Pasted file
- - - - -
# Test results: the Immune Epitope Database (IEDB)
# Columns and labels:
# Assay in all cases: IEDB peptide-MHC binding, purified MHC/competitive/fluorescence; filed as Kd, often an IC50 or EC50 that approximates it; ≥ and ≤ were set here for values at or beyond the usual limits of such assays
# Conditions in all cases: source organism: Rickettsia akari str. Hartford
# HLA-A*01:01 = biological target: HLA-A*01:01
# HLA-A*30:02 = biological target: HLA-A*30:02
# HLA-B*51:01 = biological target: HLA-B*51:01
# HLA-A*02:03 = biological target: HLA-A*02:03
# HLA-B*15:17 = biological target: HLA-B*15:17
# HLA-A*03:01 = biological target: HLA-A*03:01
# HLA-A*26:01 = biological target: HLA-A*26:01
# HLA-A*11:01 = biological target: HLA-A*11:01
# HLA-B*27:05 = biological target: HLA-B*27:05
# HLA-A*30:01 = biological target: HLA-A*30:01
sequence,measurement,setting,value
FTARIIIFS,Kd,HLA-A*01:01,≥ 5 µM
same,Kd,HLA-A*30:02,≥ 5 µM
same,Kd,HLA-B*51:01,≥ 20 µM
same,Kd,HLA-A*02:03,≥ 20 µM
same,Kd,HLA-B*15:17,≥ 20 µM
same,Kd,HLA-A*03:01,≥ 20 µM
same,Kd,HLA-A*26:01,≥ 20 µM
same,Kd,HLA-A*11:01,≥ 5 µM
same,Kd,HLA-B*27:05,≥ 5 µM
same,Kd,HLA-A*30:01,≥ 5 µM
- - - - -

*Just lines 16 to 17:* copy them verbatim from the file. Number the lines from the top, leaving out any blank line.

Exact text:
FTARIIIFS,Kd,HLA-A*01:01,≥ 5 µM
same,Kd,HLA-A*30:02,≥ 5 µM